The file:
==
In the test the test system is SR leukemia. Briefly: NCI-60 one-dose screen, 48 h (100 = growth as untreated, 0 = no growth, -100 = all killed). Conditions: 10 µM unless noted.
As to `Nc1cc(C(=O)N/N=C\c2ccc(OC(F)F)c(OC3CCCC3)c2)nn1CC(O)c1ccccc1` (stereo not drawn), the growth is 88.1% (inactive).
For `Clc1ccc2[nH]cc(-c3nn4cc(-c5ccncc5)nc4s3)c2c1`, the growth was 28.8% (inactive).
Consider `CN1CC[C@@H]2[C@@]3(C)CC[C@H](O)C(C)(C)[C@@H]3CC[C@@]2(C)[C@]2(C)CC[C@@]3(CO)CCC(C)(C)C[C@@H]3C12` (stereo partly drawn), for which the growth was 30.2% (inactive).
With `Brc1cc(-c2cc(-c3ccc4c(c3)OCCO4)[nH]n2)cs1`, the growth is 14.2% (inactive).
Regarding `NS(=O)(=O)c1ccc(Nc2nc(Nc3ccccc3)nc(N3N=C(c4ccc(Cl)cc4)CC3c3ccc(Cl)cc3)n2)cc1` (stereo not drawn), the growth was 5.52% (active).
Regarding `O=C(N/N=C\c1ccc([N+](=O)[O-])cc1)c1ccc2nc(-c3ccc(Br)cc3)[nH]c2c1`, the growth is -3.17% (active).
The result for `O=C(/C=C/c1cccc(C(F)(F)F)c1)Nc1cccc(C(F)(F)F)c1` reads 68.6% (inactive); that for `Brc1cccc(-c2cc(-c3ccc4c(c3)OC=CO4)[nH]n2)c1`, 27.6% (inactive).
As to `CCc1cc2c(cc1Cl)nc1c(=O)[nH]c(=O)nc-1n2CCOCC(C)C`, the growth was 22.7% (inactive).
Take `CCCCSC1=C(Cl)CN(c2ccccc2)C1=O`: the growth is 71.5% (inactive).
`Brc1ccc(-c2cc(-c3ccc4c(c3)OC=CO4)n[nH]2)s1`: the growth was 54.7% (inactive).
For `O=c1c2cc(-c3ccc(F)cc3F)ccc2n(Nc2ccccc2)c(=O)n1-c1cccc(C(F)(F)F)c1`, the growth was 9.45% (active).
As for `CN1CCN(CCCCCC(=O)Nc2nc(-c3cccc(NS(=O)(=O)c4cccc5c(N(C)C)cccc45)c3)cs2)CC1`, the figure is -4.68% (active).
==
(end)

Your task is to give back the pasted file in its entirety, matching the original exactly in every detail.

In the test the test system is SR leukemia. Briefly: NCI-60 one-dose screen, 48 h (100 = growth as untreated, 0 = no growth, -100 = all killed). Conditions: 10 µM unless noted.
As to `Nc1cc(C(=O)N/N=C\c2ccc(OC(F)F)c(OC3CCCC3)c2)nn1CC(O)c1ccccc1` (stereo not drawn), the growth is 88.1% (inactive).
For `Clc1ccc2[nH]cc(-c3nn4cc(-c5ccncc5)nc4s3)c2c1`, the growth was 28.8% (inactive).
Consider `CN1CC[C@@H]2[C@@]3(C)CC[C@H](O)C(C)(C)[C@@H]3CC[C@@]2(C)[C@]2(C)CC[C@@]3(CO)CCC(C)(C)C[C@@H]3C12` (stereo partly drawn), for which the growth was 30.2% (inactive).
With `Brc1cc(-c2cc(-c3ccc4c(c3)OCCO4)[nH]n2)cs1`, the growth is 14.2% (inactive).
Regarding `NS(=O)(=O)c1ccc(Nc2nc(Nc3ccccc3)nc(N3N=C(c4ccc(Cl)cc4)CC3c3ccc(Cl)cc3)n2)cc1` (stereo not drawn), the growth was 5.52% (active).
Regarding `O=C(N/N=C\c1ccc([N+](=O)[O-])cc1)c1ccc2nc(-c3ccc(Br)cc3)[nH]c2c1`, the growth is -3.17% (active).
The result for `O=C(/C=C/c1cccc(C(F)(F)F)c1)Nc1cccc(C(F)(F)F)c1` reads 68.6% (inactive); that for `Brc1cccc(-c2cc(-c3ccc4c(c3)OC=CO4)[nH]n2)c1`, 27.6% (inactive).
As to `CCc1cc2c(cc1Cl)nc1c(=O)[nH]c(=O)nc-1n2CCOCC(C)C`, the growth was 22.7% (inactive).
Take `CCCCSC1=C(Cl)CN(c2ccccc2)C1=O`: the growth is 71.5% (inactive).
`Brc1ccc(-c2cc(-c3ccc4c(c3)OC=CO4)n[nH]2)s1`: the growth was 54.7% (inactive).
For `O=c1c2cc(-c3ccc(F)cc3F)ccc2n(Nc2ccccc2)c(=O)n1-c1cccc(C(F)(F)F)c1`, the growth was 9.45% (active).
As for `CN1CCN(CCCCCC(=O)Nc2nc(-c3cccc(NS(=O)(=O)c4cccc5c(N(C)C)cccc45)c3)cs2)CC1`, the figure is -4.68% (active).